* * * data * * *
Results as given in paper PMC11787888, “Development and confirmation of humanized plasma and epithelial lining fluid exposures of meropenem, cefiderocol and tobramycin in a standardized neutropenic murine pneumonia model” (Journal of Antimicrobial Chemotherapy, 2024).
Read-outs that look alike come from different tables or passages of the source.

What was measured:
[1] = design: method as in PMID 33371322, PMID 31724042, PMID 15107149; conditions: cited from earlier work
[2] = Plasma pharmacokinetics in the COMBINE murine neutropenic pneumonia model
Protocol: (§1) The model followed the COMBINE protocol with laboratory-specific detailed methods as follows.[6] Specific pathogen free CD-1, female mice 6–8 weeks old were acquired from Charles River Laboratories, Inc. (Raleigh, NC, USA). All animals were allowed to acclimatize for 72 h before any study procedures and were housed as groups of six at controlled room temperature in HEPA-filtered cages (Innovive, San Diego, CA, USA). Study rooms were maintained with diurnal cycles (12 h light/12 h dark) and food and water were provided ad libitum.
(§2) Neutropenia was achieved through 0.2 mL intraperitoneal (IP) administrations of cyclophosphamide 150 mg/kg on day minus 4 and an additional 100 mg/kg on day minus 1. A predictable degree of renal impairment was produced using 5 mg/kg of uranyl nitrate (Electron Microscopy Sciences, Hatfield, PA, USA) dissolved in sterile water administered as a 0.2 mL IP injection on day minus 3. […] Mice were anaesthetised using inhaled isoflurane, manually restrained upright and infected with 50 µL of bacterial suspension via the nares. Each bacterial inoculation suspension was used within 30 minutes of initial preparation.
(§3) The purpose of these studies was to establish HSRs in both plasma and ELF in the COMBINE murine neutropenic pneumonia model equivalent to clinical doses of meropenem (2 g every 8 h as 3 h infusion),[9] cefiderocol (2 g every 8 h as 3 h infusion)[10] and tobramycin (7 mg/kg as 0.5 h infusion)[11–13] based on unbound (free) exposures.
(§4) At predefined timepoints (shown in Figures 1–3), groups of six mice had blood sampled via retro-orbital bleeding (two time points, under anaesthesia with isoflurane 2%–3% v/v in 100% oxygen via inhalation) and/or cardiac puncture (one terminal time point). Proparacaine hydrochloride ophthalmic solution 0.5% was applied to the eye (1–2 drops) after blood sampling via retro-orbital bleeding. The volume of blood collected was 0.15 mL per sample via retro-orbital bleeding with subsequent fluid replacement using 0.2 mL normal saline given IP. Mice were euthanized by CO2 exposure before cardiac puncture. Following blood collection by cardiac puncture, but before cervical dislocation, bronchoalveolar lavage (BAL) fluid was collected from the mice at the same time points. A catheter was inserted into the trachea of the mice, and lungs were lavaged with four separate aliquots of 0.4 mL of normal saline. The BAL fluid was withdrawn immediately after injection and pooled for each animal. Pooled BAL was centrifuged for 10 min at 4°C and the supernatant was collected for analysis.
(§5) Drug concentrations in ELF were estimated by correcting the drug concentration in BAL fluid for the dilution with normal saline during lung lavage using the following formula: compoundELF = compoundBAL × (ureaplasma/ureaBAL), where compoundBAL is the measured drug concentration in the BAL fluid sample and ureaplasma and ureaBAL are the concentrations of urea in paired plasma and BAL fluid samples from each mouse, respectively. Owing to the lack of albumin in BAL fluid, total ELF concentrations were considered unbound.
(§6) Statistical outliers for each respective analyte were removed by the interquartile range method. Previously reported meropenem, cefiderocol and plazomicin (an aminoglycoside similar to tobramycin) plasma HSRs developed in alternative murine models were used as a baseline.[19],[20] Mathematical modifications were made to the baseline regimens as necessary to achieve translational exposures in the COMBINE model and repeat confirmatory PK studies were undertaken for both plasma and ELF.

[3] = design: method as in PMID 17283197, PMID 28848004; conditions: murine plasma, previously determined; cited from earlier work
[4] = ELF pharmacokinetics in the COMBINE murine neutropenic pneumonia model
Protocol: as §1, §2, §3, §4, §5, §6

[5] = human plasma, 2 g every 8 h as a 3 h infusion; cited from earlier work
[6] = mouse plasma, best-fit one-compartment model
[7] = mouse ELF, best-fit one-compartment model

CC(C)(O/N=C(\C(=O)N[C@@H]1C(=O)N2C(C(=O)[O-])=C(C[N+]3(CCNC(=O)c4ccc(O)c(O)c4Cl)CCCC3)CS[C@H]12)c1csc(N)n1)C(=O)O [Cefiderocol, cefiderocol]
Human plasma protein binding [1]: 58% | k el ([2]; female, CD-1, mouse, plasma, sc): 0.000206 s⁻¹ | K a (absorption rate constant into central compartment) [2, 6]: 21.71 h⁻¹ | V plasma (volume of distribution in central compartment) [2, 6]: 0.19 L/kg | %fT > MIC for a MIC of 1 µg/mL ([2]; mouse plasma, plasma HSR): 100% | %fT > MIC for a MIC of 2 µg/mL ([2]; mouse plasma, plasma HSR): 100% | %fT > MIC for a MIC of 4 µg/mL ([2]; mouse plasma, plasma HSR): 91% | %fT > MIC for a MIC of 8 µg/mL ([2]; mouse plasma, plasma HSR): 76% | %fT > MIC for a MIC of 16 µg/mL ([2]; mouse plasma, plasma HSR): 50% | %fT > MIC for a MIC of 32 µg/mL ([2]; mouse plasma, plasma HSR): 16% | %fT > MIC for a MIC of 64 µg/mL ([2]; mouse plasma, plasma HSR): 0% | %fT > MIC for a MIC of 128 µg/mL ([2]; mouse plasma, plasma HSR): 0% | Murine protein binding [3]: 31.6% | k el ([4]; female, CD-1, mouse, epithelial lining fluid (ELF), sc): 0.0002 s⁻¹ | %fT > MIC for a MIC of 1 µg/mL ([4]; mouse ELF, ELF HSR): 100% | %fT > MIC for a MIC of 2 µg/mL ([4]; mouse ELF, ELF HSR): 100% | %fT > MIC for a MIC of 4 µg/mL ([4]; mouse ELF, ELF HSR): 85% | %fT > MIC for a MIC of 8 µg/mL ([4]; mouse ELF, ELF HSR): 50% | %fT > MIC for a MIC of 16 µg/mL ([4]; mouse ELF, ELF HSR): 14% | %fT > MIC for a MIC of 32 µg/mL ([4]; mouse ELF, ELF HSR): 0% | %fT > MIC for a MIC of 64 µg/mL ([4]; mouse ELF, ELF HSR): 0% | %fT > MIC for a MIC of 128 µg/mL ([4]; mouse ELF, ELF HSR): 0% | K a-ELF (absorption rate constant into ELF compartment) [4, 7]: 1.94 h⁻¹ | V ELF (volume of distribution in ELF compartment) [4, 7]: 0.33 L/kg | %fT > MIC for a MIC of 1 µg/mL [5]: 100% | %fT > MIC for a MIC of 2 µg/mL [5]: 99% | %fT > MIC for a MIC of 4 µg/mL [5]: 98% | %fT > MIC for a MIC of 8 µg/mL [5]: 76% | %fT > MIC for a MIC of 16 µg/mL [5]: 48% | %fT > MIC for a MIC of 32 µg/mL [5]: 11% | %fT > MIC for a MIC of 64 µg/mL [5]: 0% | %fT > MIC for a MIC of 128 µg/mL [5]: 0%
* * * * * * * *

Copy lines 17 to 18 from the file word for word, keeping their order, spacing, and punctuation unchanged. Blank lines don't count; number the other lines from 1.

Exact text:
[7] = mouse ELF, best-fit one-compartment model

CC(C)(O/N=C(\C(=O)N[C@@H]1C(=O)N2C(C(=O)[O-])=C(C[N+]3(CCNC(=O)c4ccc(O)c(O)c4Cl)CCCC3)CS[C@H]12)c1csc(N)n1)C(=O)O [Cefiderocol, cefiderocol]